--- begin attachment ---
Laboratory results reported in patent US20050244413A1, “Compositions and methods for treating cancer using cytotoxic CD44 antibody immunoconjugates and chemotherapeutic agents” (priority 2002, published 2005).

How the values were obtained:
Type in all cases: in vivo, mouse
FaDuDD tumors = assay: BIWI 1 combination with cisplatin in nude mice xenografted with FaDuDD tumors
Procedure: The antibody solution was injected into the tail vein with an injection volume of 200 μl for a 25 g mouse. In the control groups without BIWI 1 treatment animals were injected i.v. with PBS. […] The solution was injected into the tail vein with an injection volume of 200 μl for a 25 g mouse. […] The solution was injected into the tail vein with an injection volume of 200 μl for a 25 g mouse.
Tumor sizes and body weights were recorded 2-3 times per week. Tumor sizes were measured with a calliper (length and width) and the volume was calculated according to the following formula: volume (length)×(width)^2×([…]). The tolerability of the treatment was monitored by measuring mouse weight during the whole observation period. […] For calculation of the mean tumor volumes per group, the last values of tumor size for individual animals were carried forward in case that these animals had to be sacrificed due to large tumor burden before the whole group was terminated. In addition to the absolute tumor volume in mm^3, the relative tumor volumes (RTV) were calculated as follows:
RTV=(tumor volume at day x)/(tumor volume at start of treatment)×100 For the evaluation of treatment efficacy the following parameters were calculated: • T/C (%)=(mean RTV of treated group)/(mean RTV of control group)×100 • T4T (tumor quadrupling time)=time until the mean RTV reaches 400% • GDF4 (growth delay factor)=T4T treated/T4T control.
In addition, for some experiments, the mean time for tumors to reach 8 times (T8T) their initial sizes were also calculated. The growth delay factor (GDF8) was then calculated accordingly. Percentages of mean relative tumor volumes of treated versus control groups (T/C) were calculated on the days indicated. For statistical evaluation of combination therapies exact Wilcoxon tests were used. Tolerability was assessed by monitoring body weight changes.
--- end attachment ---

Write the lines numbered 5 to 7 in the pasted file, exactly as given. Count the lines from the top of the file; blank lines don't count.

Procedure: The antibody solution was injected into the tail vein with an injection volume of 200 μl for a 25 g mouse. In the control groups without BIWI 1 treatment animals were injected i.v. with PBS. […] The solution was injected into the tail vein with an injection volume of 200 μl for a 25 g mouse. […] The solution was injected into the tail vein with an injection volume of 200 μl for a 25 g mouse.
Tumor sizes and body weights were recorded 2-3 times per week. Tumor sizes were measured with a calliper (length and width) and the volume was calculated according to the following formula: volume (length)×(width)^2×([…]). The tolerability of the treatment was monitored by measuring mouse weight during the whole observation period. […] For calculation of the mean tumor volumes per group, the last values of tumor size for individual animals were carried forward in case that these animals had to be sacrificed due to large tumor burden before the whole group was terminated. In addition to the absolute tumor volume in mm^3, the relative tumor volumes (RTV) were calculated as follows:
RTV=(tumor volume at day x)/(tumor volume at start of treatment)×100 For the evaluation of treatment efficacy the following parameters were calculated: • T/C (%)=(mean RTV of treated group)/(mean RTV of control group)×100 • T4T (tumor quadrupling time)=time until the mean RTV reaches 400% • GDF4 (growth delay factor)=T4T treated/T4T control.